A hotly contested issue in California, healthcare for the state’s undocumented residents was the topic of a recent workshop held by the Sacramento County Board of Supervisors. Attendees of the nearly five hour meeting heard speakers from many different walks of life, voicing their concerns and weighing the benefits and risks of re-expanding health care options for the undocumented in Sacramento County. Support for renewing coverage for the undocumented was high.
The county hearing room, nearly filled to capacity for the occasion, heard testimony from politicians, blue collar workers, medical professionals, business leaders, and non-profit activists among others, with almost overwhelming support for bringing back health care for potentially thousands of residents in the area.
After a call to quorum, testimony began with Dr. Sherri Heller, Director of Health and Human Services for Sacramento County. Heller laid out seven potential options for restoring coverage, each considering issues like number of potential enrollees, cost and complexity, and what each option would actually cover. The eighth option, “to take no action,” needed little explanation.
The role of the Department of Health and Human Services in this hearing was not to recommend any actions, but to do its best to lay out the potential costs and outcomes of different scenarios based on its findings. Heller also compared existing models in other California counties. She went on to cite Fresno as an “unusual case” in the state for its access to specialty care.
The seven action-based options on the table offer a wide range of paths the county can take. They all, however, hinge greatly on the implementation of President Obama’s executive order that would give legal status to an estimated 40% of the country’s roughly 11 million undocumented immigrants. His executive order is currently on hold pending a decision on its legality.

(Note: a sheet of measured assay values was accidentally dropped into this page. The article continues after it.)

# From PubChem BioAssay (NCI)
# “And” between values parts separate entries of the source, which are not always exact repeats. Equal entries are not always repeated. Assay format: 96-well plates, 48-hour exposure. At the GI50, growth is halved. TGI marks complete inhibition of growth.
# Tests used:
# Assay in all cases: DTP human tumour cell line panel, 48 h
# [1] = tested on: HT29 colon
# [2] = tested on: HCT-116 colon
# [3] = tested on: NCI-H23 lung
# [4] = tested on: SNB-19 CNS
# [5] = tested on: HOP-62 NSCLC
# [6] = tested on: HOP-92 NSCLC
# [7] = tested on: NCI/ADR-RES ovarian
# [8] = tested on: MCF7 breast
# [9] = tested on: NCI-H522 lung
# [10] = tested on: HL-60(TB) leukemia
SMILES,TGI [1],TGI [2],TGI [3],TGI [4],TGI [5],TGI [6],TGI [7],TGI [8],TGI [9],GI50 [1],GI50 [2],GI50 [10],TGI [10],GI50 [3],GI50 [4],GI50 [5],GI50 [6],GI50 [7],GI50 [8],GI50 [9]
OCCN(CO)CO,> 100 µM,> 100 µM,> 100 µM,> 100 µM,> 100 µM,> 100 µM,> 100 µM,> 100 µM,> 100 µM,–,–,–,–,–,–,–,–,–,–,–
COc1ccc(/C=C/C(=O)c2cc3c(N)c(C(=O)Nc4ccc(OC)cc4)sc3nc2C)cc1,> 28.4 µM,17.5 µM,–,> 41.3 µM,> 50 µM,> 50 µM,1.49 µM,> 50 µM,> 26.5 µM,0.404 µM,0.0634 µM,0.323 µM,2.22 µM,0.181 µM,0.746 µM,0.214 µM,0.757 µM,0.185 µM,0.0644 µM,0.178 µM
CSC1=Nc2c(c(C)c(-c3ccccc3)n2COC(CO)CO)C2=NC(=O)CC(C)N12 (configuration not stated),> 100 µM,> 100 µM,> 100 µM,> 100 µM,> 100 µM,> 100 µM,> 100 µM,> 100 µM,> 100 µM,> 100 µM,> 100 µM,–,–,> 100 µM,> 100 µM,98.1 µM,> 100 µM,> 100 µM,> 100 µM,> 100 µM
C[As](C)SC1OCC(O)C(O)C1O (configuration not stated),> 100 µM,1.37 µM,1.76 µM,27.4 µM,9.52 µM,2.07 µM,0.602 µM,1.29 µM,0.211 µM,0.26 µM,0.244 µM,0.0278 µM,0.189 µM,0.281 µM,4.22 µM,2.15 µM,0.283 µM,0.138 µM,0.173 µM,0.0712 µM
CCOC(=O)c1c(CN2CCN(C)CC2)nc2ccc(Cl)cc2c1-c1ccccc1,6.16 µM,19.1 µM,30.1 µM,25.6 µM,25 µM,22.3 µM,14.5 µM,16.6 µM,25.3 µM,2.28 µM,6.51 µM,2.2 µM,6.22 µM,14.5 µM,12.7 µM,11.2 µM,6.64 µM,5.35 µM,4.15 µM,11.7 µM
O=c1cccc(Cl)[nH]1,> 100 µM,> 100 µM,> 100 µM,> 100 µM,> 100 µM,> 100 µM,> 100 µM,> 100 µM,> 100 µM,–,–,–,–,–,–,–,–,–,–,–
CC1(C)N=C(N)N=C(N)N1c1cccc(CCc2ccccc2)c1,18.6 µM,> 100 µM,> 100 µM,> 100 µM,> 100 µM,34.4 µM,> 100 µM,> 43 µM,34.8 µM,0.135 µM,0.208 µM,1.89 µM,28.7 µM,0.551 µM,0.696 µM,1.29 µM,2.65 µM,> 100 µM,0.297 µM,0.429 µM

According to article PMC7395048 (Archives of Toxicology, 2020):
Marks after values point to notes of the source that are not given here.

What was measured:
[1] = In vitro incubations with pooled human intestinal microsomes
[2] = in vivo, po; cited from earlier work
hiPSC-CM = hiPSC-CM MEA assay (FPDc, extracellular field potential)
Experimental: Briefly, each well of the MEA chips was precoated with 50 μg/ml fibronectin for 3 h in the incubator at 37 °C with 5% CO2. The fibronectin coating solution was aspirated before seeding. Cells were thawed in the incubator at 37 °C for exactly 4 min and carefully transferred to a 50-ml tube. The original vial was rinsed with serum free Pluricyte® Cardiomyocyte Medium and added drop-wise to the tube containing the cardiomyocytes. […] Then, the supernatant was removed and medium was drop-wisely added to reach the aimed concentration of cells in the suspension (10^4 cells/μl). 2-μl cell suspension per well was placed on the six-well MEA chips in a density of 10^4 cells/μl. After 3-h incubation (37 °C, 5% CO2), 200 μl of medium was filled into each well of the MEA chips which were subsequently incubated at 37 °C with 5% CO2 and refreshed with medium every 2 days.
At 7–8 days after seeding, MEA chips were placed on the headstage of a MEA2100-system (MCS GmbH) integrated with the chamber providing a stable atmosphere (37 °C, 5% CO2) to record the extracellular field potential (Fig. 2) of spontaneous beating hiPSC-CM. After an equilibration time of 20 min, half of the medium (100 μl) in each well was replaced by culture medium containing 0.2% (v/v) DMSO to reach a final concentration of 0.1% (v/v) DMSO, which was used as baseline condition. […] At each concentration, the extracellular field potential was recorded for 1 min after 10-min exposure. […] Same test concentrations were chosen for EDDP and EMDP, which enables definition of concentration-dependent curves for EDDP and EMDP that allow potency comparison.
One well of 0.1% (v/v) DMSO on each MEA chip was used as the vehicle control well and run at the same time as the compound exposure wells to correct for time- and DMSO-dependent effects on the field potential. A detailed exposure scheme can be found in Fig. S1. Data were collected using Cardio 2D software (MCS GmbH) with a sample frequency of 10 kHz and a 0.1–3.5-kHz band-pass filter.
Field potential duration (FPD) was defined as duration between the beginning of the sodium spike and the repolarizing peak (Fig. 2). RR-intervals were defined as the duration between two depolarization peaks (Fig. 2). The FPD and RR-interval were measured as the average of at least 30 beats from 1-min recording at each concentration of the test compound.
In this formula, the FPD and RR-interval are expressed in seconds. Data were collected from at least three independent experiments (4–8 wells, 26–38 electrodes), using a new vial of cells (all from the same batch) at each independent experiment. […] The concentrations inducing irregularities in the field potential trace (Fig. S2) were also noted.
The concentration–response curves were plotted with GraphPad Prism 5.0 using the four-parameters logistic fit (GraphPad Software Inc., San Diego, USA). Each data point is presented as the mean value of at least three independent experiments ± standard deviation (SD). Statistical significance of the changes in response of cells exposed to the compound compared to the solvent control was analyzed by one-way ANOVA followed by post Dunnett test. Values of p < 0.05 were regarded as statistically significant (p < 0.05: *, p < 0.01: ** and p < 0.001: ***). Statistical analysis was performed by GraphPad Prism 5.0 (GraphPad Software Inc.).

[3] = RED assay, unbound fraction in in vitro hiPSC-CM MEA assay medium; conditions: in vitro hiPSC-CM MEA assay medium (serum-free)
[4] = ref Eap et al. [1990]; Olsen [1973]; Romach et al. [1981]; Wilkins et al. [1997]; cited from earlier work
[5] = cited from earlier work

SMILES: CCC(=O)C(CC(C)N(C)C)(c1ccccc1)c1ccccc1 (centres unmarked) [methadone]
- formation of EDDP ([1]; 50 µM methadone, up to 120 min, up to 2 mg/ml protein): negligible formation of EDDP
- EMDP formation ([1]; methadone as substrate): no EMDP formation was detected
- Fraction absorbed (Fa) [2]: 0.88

Later testimony included impassioned speeches from politicians, notably from Sacramento Mayor Kevin Johnson, a strong supporter of the California Endowment’s #Health4All campaign.
The chamber was filled with applause as Johnson pledged to do “whatever it takes” to restore health coverage to the tens of thousands of undocumented residents in the region.
“That’s the Sacramento we believe in,” the mayor announced to his colleagues and constituents.
Assemblyman Kevin McCarty stepped up to the podium as well, offering his personal experience in the emergency room and attesting to the many people he has seen there who use the ER for their primary care.
“I don’t think you wanted to shut the door on health care for thousands of Sacramentans,” said McCarty sympathetically to the Board.
While recognizing the circumstances that caused coverage to be cancelled for those Sacramentans, McCarty also stressed a point that many others have stressed as well, the unsustainability of denying coverage to so many residents of the county. With the average trip to the ER in the hundreds, sometimes thousands of dollars, the assemblyman argued that to rely on those services instead of re-expanding coverage would be “penny wise and pound foolish.”
Similar sentiments were voiced by important figures from across the state, such as Kings County Supervisor Richard Valle, who reminded the chamber of the role immigration has played throughout American history.
“Today’s immigrants are just as important as yesterday’s immigrants,” Valle affirmed.
As elected officials finished their remarks on this highly contested issue, groups granted ten minutes to speak rather than the usual two prepared their arguments.
First up were representatives of the Sacramento Building Healthy Communities, an initiative of the California Endowment, a private health foundation. They voiced concerns particularly for the “barriers” many in the Sacramento region face regarding access to health care.